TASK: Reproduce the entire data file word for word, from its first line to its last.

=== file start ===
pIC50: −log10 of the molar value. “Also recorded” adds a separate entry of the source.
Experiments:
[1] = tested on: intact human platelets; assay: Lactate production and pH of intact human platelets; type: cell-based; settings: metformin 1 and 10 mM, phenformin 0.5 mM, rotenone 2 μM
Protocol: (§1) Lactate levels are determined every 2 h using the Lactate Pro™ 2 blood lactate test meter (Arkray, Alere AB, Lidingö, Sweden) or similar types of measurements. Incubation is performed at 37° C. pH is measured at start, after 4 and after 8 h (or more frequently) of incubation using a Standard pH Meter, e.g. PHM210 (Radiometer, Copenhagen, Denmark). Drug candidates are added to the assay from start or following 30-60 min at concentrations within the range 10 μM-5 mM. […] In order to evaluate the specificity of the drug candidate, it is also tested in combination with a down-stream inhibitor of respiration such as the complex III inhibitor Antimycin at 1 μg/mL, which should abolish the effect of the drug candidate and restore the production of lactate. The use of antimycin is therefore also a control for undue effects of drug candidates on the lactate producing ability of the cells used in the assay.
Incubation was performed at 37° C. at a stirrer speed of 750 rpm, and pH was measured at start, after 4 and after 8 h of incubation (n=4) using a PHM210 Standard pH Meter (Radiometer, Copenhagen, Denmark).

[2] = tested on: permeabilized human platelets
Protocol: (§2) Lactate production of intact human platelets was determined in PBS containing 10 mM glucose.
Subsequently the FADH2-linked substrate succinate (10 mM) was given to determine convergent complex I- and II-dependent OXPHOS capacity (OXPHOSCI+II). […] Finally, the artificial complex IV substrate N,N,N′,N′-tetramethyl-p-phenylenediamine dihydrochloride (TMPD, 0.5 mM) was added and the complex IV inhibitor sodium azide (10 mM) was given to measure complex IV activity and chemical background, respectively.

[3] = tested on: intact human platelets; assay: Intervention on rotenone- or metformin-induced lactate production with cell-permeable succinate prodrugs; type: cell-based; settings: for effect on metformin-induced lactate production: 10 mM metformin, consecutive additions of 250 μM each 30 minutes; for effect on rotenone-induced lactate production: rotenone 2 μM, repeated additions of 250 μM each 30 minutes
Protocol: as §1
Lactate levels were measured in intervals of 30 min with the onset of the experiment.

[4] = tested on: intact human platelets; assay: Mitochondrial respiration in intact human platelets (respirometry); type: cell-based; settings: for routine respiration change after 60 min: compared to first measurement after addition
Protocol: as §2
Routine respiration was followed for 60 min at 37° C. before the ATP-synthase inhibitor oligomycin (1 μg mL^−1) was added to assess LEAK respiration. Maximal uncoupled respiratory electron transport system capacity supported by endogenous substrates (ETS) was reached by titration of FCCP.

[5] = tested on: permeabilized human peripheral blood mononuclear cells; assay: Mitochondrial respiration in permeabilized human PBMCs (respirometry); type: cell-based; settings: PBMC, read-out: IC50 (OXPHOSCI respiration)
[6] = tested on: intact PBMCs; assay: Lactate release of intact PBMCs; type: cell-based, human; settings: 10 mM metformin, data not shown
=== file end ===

pIC50: −log10 of the molar value. “Also recorded” adds a separate entry of the source.
Experiments:
[1] = tested on: intact human platelets; assay: Lactate production and pH of intact human platelets; type: cell-based; settings: metformin 1 and 10 mM, phenformin 0.5 mM, rotenone 2 μM
Protocol: (§1) Lactate levels are determined every 2 h using the Lactate Pro™ 2 blood lactate test meter (Arkray, Alere AB, Lidingö, Sweden) or similar types of measurements. Incubation is performed at 37° C. pH is measured at start, after 4 and after 8 h (or more frequently) of incubation using a Standard pH Meter, e.g. PHM210 (Radiometer, Copenhagen, Denmark). Drug candidates are added to the assay from start or following 30-60 min at concentrations within the range 10 μM-5 mM. […] In order to evaluate the specificity of the drug candidate, it is also tested in combination with a down-stream inhibitor of respiration such as the complex III inhibitor Antimycin at 1 μg/mL, which should abolish the effect of the drug candidate and restore the production of lactate. The use of antimycin is therefore also a control for undue effects of drug candidates on the lactate producing ability of the cells used in the assay.
Incubation was performed at 37° C. at a stirrer speed of 750 rpm, and pH was measured at start, after 4 and after 8 h of incubation (n=4) using a PHM210 Standard pH Meter (Radiometer, Copenhagen, Denmark).

[2] = tested on: permeabilized human platelets
Protocol: (§2) Lactate production of intact human platelets was determined in PBS containing 10 mM glucose.
Subsequently the FADH2-linked substrate succinate (10 mM) was given to determine convergent complex I- and II-dependent OXPHOS capacity (OXPHOSCI+II). […] Finally, the artificial complex IV substrate N,N,N′,N′-tetramethyl-p-phenylenediamine dihydrochloride (TMPD, 0.5 mM) was added and the complex IV inhibitor sodium azide (10 mM) was given to measure complex IV activity and chemical background, respectively.

[3] = tested on: intact human platelets; assay: Intervention on rotenone- or metformin-induced lactate production with cell-permeable succinate prodrugs; type: cell-based; settings: for effect on metformin-induced lactate production: 10 mM metformin, consecutive additions of 250 μM each 30 minutes; for effect on rotenone-induced lactate production: rotenone 2 μM, repeated additions of 250 μM each 30 minutes
Protocol: as §1
Lactate levels were measured in intervals of 30 min with the onset of the experiment.

[4] = tested on: intact human platelets; assay: Mitochondrial respiration in intact human platelets (respirometry); type: cell-based; settings: for routine respiration change after 60 min: compared to first measurement after addition
Protocol: as §2
Routine respiration was followed for 60 min at 37° C. before the ATP-synthase inhibitor oligomycin (1 μg mL^−1) was added to assess LEAK respiration. Maximal uncoupled respiratory electron transport system capacity supported by endogenous substrates (ETS) was reached by titration of FCCP.

[5] = tested on: permeabilized human peripheral blood mononuclear cells; assay: Mitochondrial respiration in permeabilized human PBMCs (respirometry); type: cell-based; settings: PBMC, read-out: IC50 (OXPHOSCI respiration)
[6] = tested on: intact PBMCs; assay: Lactate release of intact PBMCs; type: cell-based, human; settings: 10 mM metformin, data not shown